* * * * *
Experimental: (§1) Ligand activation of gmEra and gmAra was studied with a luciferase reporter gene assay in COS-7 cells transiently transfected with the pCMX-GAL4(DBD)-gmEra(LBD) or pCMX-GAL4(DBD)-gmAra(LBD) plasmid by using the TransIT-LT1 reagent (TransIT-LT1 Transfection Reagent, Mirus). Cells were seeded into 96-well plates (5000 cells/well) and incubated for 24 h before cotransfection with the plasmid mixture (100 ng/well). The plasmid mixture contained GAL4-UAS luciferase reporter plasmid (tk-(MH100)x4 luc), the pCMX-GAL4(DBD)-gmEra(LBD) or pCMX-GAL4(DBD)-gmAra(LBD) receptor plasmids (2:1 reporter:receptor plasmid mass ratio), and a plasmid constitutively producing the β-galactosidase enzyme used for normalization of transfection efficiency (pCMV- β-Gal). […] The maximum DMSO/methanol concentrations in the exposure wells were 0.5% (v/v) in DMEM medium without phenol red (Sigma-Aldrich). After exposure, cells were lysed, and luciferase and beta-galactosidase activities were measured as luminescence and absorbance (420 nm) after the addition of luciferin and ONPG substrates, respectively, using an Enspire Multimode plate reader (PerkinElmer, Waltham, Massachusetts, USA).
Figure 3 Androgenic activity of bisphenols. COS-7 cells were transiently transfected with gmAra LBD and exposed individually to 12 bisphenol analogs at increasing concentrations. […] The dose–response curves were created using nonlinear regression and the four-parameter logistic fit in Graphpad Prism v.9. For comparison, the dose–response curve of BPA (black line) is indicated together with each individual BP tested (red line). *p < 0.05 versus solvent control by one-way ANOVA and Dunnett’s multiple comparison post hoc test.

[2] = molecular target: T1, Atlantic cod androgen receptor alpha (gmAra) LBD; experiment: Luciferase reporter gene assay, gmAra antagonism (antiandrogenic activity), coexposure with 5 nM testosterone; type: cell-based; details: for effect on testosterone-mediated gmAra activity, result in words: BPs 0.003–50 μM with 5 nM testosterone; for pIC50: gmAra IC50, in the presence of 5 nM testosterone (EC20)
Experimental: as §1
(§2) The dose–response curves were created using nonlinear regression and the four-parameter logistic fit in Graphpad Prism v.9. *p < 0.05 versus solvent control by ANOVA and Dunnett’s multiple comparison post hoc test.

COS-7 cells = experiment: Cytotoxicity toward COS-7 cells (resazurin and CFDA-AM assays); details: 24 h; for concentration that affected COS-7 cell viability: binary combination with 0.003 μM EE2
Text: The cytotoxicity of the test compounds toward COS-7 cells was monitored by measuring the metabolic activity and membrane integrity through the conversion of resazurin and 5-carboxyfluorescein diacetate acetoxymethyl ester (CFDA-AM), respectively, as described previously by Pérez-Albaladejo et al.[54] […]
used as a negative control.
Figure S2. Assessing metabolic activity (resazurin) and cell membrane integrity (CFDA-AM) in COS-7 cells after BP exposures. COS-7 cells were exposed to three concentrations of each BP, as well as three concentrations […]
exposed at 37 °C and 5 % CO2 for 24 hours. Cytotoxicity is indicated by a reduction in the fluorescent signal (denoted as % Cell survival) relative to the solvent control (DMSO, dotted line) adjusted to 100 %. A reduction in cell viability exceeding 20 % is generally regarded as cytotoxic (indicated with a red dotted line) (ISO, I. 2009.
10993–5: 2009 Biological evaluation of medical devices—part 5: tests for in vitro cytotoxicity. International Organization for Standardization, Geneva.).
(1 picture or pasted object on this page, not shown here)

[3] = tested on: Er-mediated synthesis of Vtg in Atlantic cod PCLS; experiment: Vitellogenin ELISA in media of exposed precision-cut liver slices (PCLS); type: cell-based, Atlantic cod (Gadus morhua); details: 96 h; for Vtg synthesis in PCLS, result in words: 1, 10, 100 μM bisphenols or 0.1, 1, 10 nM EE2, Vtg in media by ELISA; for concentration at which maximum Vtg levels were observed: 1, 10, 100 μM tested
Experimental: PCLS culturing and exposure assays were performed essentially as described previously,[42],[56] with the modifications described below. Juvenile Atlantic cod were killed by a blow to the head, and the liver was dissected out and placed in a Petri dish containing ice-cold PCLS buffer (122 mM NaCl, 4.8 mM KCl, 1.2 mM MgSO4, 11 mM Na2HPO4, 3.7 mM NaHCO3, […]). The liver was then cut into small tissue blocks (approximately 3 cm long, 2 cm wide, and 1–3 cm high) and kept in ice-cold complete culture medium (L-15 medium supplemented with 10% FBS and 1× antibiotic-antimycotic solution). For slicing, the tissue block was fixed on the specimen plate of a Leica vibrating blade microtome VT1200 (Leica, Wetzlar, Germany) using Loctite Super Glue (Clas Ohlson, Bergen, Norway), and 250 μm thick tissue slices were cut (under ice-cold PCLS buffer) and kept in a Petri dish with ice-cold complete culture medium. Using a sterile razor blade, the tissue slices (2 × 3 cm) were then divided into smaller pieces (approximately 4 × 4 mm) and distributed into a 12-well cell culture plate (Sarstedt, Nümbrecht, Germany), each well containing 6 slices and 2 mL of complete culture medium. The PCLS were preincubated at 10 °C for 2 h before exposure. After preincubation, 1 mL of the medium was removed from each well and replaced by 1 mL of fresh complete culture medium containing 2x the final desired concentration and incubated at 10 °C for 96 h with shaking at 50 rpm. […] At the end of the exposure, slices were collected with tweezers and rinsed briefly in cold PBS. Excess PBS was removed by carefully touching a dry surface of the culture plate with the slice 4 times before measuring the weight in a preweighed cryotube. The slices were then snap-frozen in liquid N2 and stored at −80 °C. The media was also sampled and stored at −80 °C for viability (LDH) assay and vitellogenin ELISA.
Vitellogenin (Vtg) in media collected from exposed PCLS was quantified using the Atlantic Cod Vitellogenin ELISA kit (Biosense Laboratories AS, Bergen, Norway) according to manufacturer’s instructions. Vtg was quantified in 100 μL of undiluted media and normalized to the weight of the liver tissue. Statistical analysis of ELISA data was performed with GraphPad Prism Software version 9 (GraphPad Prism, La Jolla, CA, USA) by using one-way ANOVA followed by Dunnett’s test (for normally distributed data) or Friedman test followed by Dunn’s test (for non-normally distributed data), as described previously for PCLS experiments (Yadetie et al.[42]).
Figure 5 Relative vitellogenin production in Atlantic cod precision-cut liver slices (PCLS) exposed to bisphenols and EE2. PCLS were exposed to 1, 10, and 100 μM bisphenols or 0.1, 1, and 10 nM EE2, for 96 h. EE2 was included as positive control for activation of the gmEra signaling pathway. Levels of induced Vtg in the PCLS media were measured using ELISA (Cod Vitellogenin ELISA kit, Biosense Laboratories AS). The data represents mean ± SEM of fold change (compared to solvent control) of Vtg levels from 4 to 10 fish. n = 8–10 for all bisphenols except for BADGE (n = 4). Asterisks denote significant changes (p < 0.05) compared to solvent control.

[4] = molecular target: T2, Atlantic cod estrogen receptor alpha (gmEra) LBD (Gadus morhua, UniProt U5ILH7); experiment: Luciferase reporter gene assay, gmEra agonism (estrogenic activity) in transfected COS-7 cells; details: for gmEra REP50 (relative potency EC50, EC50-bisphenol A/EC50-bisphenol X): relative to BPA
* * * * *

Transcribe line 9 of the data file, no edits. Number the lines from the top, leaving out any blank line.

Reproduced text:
Figure S2. Assessing metabolic activity (resazurin) and cell membrane integrity (CFDA-AM) in COS-7 cells after BP exposures. COS-7 cells were exposed to three concentrations of each BP, as well as three concentrations […]